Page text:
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The gardens and grounds which surround the main house, though impressive in the spring, have inevitably lost much of their former magnificence. They were the creation of successive owners – Heathcotes, Nightingales and Chichesters. The 1825 sale particulars record that 1,300 acres were planted, criss-crossed by many miles of gravel drives. There was a walled garden (whose walls survive but which is now inhabited by the school’s sports hall!), a “Grotto finished with stones and shells having in front a basin with gold and silver fish” (apparently still surviving on private property near Ryedown Lane), and a pyramidical fountain (no longer there, but roughly amid the rosebeds leading towards the school swimming pool). There was also once a substantial summer house situated in the clump in front of the swimming pool.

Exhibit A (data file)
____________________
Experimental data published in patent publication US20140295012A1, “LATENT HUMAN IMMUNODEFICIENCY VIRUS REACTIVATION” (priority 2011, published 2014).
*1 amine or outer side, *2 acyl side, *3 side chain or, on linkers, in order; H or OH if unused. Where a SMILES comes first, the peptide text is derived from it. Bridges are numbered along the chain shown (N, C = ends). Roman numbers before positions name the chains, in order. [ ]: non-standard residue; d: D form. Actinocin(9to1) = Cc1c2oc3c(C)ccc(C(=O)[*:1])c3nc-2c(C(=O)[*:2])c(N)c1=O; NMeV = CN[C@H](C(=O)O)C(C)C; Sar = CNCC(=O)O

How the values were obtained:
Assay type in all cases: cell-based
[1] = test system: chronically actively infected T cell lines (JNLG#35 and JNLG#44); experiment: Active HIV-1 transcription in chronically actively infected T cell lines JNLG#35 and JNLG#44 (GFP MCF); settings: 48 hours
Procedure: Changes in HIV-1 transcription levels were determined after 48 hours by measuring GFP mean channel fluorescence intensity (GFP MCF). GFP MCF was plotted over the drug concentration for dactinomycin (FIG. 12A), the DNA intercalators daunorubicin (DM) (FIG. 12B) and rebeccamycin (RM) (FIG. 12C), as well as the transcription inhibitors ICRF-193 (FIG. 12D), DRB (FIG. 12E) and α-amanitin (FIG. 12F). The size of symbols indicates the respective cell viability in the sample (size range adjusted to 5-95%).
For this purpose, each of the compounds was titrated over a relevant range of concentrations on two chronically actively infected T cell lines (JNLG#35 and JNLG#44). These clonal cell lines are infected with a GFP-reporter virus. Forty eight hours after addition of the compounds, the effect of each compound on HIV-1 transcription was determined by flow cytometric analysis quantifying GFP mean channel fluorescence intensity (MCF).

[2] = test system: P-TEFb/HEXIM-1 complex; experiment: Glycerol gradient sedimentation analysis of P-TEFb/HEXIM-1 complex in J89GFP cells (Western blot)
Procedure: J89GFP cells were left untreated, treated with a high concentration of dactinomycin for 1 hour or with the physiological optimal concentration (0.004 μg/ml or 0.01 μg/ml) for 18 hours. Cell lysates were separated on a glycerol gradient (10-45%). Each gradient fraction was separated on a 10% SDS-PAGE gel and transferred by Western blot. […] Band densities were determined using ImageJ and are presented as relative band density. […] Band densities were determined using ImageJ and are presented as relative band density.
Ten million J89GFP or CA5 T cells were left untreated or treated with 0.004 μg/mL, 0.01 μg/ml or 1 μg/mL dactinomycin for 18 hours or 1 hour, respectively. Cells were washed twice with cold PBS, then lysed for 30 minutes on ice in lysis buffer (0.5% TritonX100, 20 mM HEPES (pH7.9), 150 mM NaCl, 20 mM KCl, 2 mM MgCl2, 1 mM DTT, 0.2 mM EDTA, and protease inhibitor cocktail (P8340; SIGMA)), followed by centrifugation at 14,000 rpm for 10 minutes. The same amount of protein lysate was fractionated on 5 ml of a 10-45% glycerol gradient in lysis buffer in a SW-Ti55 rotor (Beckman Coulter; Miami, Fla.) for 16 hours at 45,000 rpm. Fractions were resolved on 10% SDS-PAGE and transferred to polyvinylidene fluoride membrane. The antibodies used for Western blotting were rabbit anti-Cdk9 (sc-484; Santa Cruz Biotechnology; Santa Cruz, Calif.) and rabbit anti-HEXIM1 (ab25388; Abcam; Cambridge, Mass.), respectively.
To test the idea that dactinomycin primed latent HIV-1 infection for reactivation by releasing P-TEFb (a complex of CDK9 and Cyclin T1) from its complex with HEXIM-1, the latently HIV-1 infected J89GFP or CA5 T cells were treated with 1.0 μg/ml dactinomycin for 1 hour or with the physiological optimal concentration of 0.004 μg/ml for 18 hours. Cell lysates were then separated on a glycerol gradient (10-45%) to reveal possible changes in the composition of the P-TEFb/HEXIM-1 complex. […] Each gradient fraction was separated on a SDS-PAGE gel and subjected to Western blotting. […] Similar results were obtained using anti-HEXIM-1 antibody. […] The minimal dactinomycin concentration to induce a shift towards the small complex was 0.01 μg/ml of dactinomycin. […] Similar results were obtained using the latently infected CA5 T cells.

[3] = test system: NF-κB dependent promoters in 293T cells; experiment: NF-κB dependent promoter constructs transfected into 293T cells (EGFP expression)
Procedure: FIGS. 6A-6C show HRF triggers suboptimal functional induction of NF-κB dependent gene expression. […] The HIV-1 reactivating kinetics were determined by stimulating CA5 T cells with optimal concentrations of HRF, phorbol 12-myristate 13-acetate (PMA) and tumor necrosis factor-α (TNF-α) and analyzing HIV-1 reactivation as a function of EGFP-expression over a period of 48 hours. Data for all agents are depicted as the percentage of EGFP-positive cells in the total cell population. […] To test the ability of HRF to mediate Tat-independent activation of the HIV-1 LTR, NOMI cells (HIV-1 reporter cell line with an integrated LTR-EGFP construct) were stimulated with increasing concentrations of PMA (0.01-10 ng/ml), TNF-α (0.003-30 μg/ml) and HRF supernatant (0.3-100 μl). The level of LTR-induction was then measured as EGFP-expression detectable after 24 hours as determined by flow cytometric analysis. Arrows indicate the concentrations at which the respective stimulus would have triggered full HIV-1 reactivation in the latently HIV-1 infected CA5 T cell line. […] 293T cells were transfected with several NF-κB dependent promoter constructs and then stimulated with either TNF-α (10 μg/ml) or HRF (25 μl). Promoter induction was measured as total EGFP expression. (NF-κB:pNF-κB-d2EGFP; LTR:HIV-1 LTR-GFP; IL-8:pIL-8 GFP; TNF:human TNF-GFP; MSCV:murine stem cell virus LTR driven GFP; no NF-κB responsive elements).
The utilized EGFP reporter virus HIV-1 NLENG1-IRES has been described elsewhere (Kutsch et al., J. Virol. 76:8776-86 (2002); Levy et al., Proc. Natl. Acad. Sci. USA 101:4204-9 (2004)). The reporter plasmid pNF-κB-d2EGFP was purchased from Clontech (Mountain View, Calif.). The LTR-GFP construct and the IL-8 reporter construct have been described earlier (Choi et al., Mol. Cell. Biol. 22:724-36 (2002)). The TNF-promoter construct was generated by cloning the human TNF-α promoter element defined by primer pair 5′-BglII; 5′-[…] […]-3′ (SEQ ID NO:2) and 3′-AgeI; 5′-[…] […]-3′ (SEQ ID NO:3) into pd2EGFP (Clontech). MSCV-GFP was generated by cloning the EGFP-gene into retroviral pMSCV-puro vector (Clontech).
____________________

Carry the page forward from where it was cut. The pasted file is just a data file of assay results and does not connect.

The Nightingales used the occasion of their 1837-9 absence abroad to have further landscaping undertaken. The Wild Gardens, with their Long and Short Walks, were a particular feature, and were stocked with species which are still rare – presumably many of which were brought back by the family returning from their foreign ventures. At the top of the Long Walk stands the semi-circular stone seat popularly known today as ‘Cromwell’s Seat’ – so called because it was reputedly brought here by the Heathcotes from Hursley. Richard Cromwell, son of Lord Protector Oliver, was a former owner of Hursley Park.
The most potent myth concerningthe Embley grounds is that Florence Nightingale was seated beneath one of the giant cedars of Lebanon (towards the swimming pool) when she received the first of her callings from God on 7 February 1837.
The present land holdings of the school have increased in recent times to 130 acres; the United Church Schools Trust is committed to restoring the grounds to something like their former glory.